• Alex does it again when Richter reveals he actually does give out traffic info... on his own live stream. Alex screams "Oh My God!" and walks into Michael's closet, coming out a few minutes later with a bottle of 90 proof alcohol.
    • DJ Whitebeard attempts this when Joan the station manager comes after him with Michael O'Leary's breaker bar for hijacking the station's signal for his pirate radio station. Key word being attempts: Joan actively pursues him when he tries, first on foot, and in later the by air in the Qwopter with Joy piloting.
  • Shaped Like Itself:
    • Raphael Crinklestouf's turd engine does ninety miles per turd kettle. When asked how big his turd kettle is, he replies it's big enough for 90 miles.
    • One of Nsburg tourism board motto: "Nsburg. If you lived here... you'd live here!"
  • Shout-Out:
  • Small Town Rivalry: Nsburg seems to have enmity with every other settlement in Therpston County. Which one is currently the primary focus of their ire changes from episode to episode.
    • Nsburg's conflict with Jewelsburg is mostly in the context of a sports rivalry. Nsburg residents also keep vandalizing their sign of "Diamond of Therpston County" to read "Zirconium of Therpston County", causing them to change the town slogan to "Thankfully not Nsburg".
    • Lesser Miami dislikes them because Nsburg holds the rights to the slogan "The second-best Miami", forcing Lesser Miami to use instead of the less impressive "Still technically a Miami".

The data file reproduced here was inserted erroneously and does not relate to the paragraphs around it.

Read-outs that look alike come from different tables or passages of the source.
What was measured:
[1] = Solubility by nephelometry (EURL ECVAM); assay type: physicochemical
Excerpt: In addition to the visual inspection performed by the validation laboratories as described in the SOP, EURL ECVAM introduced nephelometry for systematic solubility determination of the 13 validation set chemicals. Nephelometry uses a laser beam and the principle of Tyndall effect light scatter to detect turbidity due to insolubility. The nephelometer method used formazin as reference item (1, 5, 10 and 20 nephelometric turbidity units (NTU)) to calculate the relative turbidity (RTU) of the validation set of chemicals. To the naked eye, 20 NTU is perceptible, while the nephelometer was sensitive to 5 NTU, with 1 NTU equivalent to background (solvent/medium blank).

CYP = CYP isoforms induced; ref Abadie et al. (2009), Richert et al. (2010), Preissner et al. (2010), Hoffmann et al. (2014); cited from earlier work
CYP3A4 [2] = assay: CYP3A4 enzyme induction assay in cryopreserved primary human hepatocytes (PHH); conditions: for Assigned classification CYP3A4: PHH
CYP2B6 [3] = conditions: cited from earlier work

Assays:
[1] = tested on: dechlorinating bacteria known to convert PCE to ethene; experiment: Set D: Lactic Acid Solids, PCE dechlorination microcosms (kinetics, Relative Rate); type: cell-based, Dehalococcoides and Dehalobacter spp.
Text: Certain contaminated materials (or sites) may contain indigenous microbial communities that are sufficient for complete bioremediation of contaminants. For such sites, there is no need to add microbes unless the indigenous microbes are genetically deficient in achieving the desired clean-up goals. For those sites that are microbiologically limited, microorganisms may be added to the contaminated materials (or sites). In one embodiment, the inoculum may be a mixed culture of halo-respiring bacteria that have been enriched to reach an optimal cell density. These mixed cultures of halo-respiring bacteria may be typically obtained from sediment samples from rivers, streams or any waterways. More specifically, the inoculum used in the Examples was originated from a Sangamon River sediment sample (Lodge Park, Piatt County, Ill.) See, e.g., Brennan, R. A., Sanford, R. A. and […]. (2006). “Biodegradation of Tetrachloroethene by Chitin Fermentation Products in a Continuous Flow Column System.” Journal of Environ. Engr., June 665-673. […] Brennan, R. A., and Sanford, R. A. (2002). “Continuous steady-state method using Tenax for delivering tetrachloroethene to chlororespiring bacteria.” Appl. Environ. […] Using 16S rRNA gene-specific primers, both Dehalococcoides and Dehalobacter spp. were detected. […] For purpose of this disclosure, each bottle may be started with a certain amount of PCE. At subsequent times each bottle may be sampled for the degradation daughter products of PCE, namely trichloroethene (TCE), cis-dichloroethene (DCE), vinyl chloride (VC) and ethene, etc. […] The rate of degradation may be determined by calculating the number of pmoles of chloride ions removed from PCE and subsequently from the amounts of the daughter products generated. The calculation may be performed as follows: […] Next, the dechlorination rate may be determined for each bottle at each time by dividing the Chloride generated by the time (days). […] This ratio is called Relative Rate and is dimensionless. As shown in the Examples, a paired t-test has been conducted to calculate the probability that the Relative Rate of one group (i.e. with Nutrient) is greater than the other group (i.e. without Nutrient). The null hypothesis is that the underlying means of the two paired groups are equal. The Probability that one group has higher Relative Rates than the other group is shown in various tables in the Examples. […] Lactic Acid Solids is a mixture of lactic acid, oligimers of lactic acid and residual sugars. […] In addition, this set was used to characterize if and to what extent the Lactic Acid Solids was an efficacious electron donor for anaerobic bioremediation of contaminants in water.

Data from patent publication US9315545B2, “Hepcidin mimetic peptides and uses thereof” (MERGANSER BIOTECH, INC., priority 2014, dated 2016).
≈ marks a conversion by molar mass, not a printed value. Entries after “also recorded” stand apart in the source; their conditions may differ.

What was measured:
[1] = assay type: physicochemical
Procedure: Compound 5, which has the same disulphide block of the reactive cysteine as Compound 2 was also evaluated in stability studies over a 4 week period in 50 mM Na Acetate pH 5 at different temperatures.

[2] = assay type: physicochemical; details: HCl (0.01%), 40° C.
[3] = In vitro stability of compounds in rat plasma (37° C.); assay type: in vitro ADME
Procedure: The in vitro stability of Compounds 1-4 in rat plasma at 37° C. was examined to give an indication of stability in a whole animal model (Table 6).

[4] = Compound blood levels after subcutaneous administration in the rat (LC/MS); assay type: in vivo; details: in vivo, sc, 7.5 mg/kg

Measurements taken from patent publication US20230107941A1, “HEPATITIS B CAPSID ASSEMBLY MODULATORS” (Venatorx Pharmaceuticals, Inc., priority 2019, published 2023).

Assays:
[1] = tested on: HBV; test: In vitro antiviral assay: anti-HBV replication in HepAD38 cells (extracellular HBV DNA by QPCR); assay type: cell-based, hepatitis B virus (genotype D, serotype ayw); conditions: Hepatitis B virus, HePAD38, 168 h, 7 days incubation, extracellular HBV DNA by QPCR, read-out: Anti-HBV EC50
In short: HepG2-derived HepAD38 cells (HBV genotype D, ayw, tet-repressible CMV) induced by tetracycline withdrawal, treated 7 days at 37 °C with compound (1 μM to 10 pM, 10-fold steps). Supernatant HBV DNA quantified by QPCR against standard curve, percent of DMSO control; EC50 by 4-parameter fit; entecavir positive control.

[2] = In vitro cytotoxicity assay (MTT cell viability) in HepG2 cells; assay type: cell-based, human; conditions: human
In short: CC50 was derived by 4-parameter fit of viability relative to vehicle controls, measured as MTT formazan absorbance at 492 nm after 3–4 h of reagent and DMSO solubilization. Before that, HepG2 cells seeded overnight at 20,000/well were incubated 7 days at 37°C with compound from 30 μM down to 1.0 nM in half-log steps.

Beatrice Landstraad: Humans have traditions! Unlike orangutans, or chimpanzees, or people from Cheffield.
  • Sound-Effect Bleep: In Season 1, they used regular beeps to censor swear words. In Season 2, they instead used duck quacks.
  • Speaks Fluent Animal: Subverted: Derek speaks to animals. They just don't reply to him. Or listen to him.
  • Spell My Name with an S: The town's name has been spelled both as Nsberg and as Nsburg.
  • Status Quo Is God: Derek's cold in "Don't Bet On It" is never brought up again in later episodes. Presumably he got over his cold and neither G-Money nor A-Train thought it was worth bringing up.
  • Stealth Pun: The proudly Pagan Lorna Schlitzwhistle is always concerned about her beehives and puts religious associations with them. They're blessed bees.
  • Subverted Rhyme Every Occasion: Most of the sponsors are Tongue Twisting rhymes (e.g. Joss Ross' Boss Moss Floss), but the sponsor of episode 13 is a Tongue Twister of words that look like they should rhyme but don't: The Lougheed Tough Slough Plough.
    • Rhyming sponsors also get rhyming slogans except for The Concise Device by Bernice Price, which simply gets 'it works' at the beginning of the episode and 'it still works' at the end.